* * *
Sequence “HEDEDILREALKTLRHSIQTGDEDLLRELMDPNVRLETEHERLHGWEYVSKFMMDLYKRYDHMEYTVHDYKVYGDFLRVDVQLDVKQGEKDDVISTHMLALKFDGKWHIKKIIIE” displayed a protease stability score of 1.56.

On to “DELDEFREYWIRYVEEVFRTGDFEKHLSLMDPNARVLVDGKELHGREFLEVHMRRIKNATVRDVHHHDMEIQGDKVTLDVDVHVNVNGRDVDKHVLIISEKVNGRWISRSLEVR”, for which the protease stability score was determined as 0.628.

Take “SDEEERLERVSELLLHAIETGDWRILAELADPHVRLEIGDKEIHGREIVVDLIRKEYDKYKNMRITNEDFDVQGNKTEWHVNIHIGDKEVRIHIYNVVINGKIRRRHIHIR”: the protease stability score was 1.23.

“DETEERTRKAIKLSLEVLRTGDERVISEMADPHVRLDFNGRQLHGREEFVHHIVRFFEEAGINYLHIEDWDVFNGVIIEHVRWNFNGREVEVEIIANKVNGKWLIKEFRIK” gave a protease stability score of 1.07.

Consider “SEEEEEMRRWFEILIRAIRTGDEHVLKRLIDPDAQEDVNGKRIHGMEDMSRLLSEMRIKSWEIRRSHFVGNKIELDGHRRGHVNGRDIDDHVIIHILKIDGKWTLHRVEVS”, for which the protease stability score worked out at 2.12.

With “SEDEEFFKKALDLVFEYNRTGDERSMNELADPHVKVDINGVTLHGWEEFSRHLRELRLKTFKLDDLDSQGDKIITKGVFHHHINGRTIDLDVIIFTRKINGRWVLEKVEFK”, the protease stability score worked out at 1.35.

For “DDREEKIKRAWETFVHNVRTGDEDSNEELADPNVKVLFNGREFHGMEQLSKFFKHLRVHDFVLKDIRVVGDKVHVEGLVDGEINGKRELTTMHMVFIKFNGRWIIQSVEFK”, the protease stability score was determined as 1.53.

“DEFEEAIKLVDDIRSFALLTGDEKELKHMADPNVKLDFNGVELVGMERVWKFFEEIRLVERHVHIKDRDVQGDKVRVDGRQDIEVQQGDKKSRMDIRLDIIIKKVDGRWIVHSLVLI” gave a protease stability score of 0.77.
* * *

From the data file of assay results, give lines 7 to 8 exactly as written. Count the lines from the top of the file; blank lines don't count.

For “DDREEKIKRAWETFVHNVRTGDEDSNEELADPNVKVLFNGREFHGMEQLSKFFKHLRVHDFVLKDIRVVGDKVHVEGLVDGEINGKRELTTMHMVFIKFNGRWIIQSVEFK”, the protease stability score was determined as 1.53.

“DEFEEAIKLVDDIRSFALLTGDEKELKHMADPNVKLDFNGVELVGMERVWKFFEEIRLVERHVHIKDRDVQGDKVRVDGRQDIEVQQGDKKSRMDIRLDIIIKKVDGRWIVHSLVLI” gave a protease stability score of 0.77.